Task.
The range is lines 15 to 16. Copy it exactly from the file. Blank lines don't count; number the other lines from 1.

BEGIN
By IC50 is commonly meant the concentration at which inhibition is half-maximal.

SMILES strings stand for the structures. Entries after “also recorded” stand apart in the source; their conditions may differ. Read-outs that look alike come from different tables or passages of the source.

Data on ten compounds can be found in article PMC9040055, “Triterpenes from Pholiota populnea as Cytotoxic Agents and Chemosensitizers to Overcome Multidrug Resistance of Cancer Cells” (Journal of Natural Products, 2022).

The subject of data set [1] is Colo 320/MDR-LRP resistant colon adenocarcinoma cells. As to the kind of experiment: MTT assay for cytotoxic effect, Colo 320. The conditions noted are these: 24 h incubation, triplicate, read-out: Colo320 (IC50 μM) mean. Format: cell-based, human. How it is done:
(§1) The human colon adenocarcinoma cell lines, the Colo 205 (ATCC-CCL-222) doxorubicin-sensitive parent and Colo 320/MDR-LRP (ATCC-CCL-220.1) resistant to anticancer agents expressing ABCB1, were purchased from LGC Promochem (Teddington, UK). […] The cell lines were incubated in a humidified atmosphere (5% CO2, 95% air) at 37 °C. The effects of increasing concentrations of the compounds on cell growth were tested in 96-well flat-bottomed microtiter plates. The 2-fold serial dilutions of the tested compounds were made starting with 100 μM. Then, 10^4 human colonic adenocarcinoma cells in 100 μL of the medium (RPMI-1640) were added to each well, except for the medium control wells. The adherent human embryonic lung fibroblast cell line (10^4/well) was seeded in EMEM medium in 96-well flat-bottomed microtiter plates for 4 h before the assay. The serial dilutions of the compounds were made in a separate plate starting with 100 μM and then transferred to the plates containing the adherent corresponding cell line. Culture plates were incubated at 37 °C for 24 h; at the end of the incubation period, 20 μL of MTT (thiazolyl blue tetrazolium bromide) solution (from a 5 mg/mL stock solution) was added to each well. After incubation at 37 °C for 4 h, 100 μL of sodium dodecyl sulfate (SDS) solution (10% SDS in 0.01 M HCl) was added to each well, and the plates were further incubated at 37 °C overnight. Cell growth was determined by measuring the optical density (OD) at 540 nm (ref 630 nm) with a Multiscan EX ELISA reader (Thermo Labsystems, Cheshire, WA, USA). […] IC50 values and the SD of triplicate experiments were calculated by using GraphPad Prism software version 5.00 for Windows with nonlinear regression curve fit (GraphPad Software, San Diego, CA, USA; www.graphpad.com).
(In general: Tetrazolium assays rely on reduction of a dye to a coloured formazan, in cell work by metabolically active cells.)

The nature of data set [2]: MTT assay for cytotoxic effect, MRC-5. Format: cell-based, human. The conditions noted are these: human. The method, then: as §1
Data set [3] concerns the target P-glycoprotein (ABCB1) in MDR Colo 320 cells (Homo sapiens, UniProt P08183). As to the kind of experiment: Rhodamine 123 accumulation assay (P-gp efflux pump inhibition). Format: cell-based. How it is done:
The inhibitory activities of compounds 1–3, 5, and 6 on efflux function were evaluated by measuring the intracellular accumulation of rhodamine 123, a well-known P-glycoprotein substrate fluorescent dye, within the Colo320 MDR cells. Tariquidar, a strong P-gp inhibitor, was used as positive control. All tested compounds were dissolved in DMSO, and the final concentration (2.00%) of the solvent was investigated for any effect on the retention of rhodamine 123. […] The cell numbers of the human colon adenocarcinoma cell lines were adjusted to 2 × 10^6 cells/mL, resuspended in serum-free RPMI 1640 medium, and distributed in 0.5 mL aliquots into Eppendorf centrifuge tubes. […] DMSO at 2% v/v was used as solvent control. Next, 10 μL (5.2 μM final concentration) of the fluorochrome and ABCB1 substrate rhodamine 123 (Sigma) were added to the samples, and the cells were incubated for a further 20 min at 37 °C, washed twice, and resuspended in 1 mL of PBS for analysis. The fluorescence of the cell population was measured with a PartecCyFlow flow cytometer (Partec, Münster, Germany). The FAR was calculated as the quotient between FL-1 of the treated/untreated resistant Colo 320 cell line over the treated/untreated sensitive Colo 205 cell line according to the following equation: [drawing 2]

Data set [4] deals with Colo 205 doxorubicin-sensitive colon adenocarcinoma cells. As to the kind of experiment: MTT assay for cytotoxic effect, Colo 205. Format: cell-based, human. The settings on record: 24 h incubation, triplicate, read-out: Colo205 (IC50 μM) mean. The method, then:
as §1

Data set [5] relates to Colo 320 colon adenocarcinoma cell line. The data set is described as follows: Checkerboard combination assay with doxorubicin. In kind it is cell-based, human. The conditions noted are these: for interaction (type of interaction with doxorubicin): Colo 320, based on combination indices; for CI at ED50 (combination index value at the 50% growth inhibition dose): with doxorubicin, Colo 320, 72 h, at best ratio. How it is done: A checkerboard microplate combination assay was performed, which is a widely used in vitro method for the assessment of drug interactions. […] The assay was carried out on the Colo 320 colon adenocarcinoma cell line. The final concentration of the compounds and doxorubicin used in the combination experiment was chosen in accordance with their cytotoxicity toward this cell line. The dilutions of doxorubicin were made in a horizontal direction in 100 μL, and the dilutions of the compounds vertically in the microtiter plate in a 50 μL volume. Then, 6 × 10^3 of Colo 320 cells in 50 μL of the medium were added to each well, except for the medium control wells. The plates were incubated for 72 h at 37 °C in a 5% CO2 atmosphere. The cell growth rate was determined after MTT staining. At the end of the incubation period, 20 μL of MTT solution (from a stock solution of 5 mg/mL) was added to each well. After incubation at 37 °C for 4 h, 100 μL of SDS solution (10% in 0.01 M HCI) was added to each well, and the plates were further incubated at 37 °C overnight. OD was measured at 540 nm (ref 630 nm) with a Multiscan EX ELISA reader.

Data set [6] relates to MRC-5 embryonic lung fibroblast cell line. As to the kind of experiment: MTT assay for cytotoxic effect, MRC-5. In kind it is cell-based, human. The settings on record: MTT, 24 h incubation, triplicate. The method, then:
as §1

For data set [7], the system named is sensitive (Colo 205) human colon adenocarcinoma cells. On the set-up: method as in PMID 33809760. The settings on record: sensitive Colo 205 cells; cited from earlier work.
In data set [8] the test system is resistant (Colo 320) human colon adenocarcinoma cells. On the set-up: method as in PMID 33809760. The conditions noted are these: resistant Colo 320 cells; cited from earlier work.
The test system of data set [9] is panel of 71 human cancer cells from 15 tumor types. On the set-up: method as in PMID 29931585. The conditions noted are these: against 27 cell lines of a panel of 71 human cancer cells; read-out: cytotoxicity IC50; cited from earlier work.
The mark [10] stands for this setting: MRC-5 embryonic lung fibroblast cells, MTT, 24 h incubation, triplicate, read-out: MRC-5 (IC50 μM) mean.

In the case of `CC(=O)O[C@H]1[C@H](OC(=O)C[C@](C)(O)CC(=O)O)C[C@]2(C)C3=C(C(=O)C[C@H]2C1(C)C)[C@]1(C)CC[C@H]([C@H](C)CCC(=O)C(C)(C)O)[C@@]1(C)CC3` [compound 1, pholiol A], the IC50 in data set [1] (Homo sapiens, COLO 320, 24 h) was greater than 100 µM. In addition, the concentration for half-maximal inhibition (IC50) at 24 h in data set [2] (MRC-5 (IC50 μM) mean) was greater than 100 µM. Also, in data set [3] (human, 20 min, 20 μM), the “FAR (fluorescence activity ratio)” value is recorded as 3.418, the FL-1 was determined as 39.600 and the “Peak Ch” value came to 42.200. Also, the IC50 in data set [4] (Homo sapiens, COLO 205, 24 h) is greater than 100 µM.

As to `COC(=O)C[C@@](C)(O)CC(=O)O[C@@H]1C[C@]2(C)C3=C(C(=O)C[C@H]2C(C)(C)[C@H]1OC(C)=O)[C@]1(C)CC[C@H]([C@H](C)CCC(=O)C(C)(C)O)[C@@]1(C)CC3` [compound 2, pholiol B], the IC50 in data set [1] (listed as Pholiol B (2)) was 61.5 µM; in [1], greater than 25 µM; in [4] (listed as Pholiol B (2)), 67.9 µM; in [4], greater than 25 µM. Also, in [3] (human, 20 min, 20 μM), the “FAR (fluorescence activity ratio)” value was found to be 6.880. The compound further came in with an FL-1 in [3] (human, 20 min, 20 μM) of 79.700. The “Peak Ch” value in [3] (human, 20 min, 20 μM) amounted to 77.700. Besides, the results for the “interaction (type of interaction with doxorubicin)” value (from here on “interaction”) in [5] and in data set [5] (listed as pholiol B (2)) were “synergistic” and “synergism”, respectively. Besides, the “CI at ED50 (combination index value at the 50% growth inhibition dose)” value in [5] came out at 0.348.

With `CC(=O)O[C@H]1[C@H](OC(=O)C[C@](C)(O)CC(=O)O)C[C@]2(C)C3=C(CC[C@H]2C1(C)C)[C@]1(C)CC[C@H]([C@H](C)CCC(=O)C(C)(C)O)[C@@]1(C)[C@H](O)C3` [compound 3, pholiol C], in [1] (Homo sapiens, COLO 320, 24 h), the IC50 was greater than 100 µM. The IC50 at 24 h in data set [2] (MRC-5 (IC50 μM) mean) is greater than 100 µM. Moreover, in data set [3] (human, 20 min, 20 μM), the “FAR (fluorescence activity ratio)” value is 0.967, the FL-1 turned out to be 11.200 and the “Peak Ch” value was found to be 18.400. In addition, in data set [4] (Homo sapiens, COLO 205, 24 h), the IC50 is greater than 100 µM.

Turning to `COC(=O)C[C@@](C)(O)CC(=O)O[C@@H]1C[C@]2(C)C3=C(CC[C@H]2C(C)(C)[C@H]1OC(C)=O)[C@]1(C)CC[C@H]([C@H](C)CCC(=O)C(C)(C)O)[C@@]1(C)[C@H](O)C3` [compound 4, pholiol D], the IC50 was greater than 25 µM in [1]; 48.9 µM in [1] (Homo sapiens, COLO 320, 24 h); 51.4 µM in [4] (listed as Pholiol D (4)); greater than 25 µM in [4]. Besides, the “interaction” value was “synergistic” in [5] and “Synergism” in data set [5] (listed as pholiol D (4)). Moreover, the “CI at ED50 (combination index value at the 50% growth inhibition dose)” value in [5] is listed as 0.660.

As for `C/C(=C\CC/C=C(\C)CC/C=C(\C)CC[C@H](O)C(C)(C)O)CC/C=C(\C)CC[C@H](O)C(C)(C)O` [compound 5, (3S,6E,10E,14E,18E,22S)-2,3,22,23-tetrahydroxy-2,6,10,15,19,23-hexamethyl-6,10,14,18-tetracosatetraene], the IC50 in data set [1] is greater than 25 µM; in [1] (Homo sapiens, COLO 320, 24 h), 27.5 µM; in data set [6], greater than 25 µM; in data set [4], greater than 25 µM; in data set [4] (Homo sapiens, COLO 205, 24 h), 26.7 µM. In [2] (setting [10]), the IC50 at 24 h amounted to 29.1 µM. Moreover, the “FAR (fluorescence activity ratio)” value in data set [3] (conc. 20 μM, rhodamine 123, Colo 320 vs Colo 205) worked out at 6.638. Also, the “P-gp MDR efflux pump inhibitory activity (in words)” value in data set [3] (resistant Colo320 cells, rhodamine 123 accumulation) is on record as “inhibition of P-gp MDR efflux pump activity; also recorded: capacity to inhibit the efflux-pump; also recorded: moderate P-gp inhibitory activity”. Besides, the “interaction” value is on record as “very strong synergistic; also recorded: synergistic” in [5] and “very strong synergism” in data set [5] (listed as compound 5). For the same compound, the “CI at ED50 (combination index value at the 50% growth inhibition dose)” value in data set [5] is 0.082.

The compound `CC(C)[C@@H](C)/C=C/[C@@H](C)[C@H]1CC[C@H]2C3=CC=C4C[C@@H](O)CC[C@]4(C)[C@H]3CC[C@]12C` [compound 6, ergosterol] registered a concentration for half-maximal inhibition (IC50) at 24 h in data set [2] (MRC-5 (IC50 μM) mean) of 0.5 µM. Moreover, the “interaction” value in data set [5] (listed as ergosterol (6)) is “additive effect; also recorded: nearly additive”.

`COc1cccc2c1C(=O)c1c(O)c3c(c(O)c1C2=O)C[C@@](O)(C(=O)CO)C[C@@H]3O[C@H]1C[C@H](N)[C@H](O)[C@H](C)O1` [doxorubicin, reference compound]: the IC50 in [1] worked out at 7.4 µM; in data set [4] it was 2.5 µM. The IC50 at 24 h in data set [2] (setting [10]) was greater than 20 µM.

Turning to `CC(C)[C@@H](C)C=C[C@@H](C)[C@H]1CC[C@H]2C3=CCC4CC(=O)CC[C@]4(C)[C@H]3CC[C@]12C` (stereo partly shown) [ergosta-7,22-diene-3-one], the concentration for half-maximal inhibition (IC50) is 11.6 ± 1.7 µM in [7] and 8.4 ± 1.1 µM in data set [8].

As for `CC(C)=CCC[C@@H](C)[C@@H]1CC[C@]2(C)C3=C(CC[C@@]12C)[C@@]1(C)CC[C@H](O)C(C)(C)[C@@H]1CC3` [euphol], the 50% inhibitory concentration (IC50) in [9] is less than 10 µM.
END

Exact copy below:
For data set [7], the system named is sensitive (Colo 205) human colon adenocarcinoma cells. On the set-up: method as in PMID 33809760. The settings on record: sensitive Colo 205 cells; cited from earlier work.
In data set [8] the test system is resistant (Colo 320) human colon adenocarcinoma cells. On the set-up: method as in PMID 33809760. The conditions noted are these: resistant Colo 320 cells; cited from earlier work.